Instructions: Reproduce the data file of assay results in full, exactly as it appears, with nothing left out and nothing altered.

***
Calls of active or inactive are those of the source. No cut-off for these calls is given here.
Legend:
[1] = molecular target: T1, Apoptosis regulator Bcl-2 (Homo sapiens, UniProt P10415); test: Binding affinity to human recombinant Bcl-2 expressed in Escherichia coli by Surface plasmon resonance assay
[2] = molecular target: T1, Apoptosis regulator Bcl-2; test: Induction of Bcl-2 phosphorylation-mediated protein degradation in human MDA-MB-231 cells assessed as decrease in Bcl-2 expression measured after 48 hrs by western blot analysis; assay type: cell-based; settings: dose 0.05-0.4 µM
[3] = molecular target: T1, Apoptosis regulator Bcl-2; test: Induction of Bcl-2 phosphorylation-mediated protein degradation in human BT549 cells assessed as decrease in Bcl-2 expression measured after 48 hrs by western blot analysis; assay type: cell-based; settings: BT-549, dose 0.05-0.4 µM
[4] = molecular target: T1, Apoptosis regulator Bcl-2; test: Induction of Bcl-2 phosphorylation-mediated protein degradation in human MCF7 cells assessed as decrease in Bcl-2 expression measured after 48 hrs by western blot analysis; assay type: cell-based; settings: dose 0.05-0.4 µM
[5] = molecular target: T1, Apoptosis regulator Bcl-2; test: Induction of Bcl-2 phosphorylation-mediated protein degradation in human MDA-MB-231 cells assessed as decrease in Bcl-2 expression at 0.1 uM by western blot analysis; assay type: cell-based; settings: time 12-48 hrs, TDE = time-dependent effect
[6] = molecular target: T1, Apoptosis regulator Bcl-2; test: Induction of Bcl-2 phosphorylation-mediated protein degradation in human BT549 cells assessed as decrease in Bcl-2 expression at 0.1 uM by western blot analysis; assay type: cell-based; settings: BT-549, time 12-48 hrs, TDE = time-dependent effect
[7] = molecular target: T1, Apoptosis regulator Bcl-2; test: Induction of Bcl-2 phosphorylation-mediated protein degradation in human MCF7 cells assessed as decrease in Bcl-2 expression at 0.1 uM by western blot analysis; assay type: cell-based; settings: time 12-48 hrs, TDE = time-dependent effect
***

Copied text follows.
Calls of active or inactive are those of the source. No cut-off for these calls is given here.
Legend:
[1] = molecular target: T1, Apoptosis regulator Bcl-2 (Homo sapiens, UniProt P10415); test: Binding affinity to human recombinant Bcl-2 expressed in Escherichia coli by Surface plasmon resonance assay
[2] = molecular target: T1, Apoptosis regulator Bcl-2; test: Induction of Bcl-2 phosphorylation-mediated protein degradation in human MDA-MB-231 cells assessed as decrease in Bcl-2 expression measured after 48 hrs by western blot analysis; assay type: cell-based; settings: dose 0.05-0.4 µM
[3] = molecular target: T1, Apoptosis regulator Bcl-2; test: Induction of Bcl-2 phosphorylation-mediated protein degradation in human BT549 cells assessed as decrease in Bcl-2 expression measured after 48 hrs by western blot analysis; assay type: cell-based; settings: BT-549, dose 0.05-0.4 µM
[4] = molecular target: T1, Apoptosis regulator Bcl-2; test: Induction of Bcl-2 phosphorylation-mediated protein degradation in human MCF7 cells assessed as decrease in Bcl-2 expression measured after 48 hrs by western blot analysis; assay type: cell-based; settings: dose 0.05-0.4 µM
[5] = molecular target: T1, Apoptosis regulator Bcl-2; test: Induction of Bcl-2 phosphorylation-mediated protein degradation in human MDA-MB-231 cells assessed as decrease in Bcl-2 expression at 0.1 uM by western blot analysis; assay type: cell-based; settings: time 12-48 hrs, TDE = time-dependent effect
[6] = molecular target: T1, Apoptosis regulator Bcl-2; test: Induction of Bcl-2 phosphorylation-mediated protein degradation in human BT549 cells assessed as decrease in Bcl-2 expression at 0.1 uM by western blot analysis; assay type: cell-based; settings: BT-549, time 12-48 hrs, TDE = time-dependent effect
[7] = molecular target: T1, Apoptosis regulator Bcl-2; test: Induction of Bcl-2 phosphorylation-mediated protein degradation in human MCF7 cells assessed as decrease in Bcl-2 expression at 0.1 uM by western blot analysis; assay type: cell-based; settings: time 12-48 hrs, TDE = time-dependent effect